Yale Divinity School breaking ground on first-of-its-kind zero-carbon residence hall

Watch the Living Village Panel Discussion on LiveStream at 2:30pm (ET): https://livestream.com/yaledivinityschool

September 6, 2023
New Haven, Conn. — Yale Divinity School (YDS) will break ground on Wednesday, Oct. 11, on a building that is unprecedented in American higher education: a living-building residence hall that will house students in a way that gives back to the environment more than it takes.
Living Village groundbreaking is a featured part of Convocation 2023: Learn more here.
“The Living Village” is designed to meet the exacting standards of the Living Building Challenge (LBC), an international certification system that promotes sustainable design and construction. The project aims to make a moral and theological statement about the need for constructing buildings that are in harmony with nature in a time of climate crisis. The facility is scheduled to open in August 2025, with additional units planned in a second phase of construction. 
A key component of Yale’s Planetary Solutions Project, the Living Village “will be a landmark in environmental design on a university campus and set an example for schools around the world,” Yale President Peter Salovey said. “For the next generation to have the opportunity to thrive on a healthy planet, institutions like Yale must take bold steps, of which the Living Village is one.”
The project will provide much-needed affordable housing for students and provide a valuable learning experience showing students a different way of building and living, Divinity School Dean Greg Sterling said.  
“It has never been more obvious that the status quo is unsustainable,” Sterling said. “Rather than impeding a sustainable future, American religion can and must be a force for environmental responsibility and progress, as exemplified by Yale Divinity School’s Living Village project and related curricular and programmatic expansions at YDS.”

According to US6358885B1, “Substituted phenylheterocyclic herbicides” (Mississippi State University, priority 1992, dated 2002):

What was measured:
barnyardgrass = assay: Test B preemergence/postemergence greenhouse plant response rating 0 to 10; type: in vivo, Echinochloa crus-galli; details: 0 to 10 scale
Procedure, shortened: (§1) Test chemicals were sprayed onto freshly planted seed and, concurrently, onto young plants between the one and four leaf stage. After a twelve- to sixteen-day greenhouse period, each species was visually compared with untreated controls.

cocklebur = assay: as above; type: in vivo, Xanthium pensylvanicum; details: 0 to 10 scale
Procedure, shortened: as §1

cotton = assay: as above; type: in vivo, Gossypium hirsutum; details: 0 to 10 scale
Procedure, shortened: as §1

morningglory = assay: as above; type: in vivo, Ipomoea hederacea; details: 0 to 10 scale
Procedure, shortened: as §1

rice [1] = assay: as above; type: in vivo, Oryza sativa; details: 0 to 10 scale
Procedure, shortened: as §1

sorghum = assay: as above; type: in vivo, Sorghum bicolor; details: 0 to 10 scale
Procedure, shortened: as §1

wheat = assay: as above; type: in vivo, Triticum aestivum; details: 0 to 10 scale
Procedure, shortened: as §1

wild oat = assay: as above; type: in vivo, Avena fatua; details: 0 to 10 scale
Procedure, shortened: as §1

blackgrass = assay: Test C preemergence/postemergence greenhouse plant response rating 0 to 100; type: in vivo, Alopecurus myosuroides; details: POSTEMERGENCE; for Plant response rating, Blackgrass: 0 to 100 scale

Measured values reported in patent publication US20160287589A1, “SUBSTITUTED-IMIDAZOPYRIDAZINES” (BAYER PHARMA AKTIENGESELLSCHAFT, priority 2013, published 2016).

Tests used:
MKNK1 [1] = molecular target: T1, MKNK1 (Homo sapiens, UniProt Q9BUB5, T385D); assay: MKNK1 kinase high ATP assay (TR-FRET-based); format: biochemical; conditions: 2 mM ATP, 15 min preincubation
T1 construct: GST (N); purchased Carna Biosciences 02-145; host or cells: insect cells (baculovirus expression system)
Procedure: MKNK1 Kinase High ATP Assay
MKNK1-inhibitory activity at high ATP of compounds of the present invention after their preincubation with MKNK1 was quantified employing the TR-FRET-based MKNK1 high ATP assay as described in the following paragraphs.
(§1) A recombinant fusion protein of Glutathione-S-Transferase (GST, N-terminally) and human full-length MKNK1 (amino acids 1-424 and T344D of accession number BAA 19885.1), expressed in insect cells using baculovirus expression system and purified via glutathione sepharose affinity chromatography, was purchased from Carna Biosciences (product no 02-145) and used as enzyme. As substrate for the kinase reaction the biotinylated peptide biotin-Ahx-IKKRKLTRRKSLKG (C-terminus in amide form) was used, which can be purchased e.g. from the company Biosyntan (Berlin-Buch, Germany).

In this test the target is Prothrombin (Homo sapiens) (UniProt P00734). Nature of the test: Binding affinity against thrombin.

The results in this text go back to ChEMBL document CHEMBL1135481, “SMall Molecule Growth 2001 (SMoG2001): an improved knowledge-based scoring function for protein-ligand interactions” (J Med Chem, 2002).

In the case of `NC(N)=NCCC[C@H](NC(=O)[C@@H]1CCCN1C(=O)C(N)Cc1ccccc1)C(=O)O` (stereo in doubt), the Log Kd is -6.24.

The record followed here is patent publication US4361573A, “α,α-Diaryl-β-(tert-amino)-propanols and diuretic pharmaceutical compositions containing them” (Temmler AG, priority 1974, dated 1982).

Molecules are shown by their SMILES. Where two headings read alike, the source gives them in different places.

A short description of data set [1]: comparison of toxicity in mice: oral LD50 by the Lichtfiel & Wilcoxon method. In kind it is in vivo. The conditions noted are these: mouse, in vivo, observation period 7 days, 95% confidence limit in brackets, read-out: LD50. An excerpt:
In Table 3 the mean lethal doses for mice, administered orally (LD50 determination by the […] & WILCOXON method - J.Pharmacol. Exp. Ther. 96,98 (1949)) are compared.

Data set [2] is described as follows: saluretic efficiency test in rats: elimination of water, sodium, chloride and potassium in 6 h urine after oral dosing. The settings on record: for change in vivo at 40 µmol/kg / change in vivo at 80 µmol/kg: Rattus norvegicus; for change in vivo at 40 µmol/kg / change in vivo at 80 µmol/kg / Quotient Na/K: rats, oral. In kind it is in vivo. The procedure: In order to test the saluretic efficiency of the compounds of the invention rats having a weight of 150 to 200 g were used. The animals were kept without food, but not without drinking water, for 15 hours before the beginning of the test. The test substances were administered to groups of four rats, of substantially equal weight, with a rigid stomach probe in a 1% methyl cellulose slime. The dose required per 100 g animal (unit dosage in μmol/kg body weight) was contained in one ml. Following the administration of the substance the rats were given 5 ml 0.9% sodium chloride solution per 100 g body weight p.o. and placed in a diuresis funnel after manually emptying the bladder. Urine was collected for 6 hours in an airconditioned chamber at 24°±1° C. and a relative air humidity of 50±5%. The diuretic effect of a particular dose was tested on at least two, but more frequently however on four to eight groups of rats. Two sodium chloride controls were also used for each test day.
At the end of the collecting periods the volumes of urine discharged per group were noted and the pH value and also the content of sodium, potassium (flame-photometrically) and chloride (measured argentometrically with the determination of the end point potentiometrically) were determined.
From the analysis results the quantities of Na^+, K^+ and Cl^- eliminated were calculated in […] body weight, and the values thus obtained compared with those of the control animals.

Sterling called the project an expression of the Divinity School’s “academic, theological, and moral vision,” which in addition to the Living Village includes an accelerating shift to sustainability in curricula, teaching, and operations — all designed to educate students to become “apostles of the environment.”    
Among the building’s unique features are: 
  • Net positive carbon, energy, and water footprint 
  • Construction that uses recycled and environmentally benign materials 
  • Holistic architectural design that will connect with the school’s existing quadrangle (opened in 1932) in a united living and learning environment 
The Living Village is being constructed on the Divinity School’s current parking lot. “In a reverse of the famous Joni Mitchell lyric,” Sterling said, “we are un-paving a parking lot and putting up ‘paradise.’” 
When it opens in 2025, the Living Village will be the largest LBC living-certified building on a university campus. Among other “firsts,” it will also be the first LBC living certified project in the Ivy League and the first at any college or university in Connecticut.  
A regenerative living-learning community: Learn more at the new Living Village website.
Bruner/Cott Architects leads the Living Village design team. Also contributing are Höweler + Yoon Architecture, Andropogon Associates, and several other firms, as well as Yale’s Office of Facilities. 
Yale continues to lead in campus sustainability and is accelerating its climate action plans in response to the rapidly changing planet, said J. Mike Bellamy, Yale’s vice president for facilities, campus development, and sustainability. 
“We are transforming the way the university generates and uses energy across campus to achieve its climate goals of being net zero emissions by 2035 and to produce zero actual emissions by 2050,” Bellamy said. “Using the Living Village as a case study will help inform future projects at Yale and beyond.”  
Living Building Challenge founder Jason F. McLennan is a consultant to the project. “The beauty and power of a project like this,” McLennan said, “is how it will change the students who come through the Divinity School, who will go out and teach, preach, and inspire their communities. They will not unlearn their experience living in a building like this.”  
News organizations are welcome to attend a series of special events that the Divinity School will host on Oct. 11 to mark the historic groundbreaking. Please contact us if you wish to attend, or if you have questions or interview requests. 
The schedule includes: 
  • 2:30 p.m. Panel discussion of the Living Village and regenerative buildings moderated by Dean Sterling; speakers are Deborah Berke, Dean of Yale School of Architecture; Katie Dykes, Commissioner of Connecticut’s Department of Energy & Environmental Protection; Jason Jewhurst, Partner and Principal, Bruner/Cott Architects; and Julie Beth Zimmerman, Vice Provost, Yale Planetary Solutions 
  • 4:30 p.m. Groundbreaking ceremony 
  • 5:00 p.m. Program and reception 
Among those planning to attend the groundbreaking are Sen. Richard Blumenthal, New Haven Mayor Justin Elicker, and Yale President Peter Salovey. 
September 6, 2023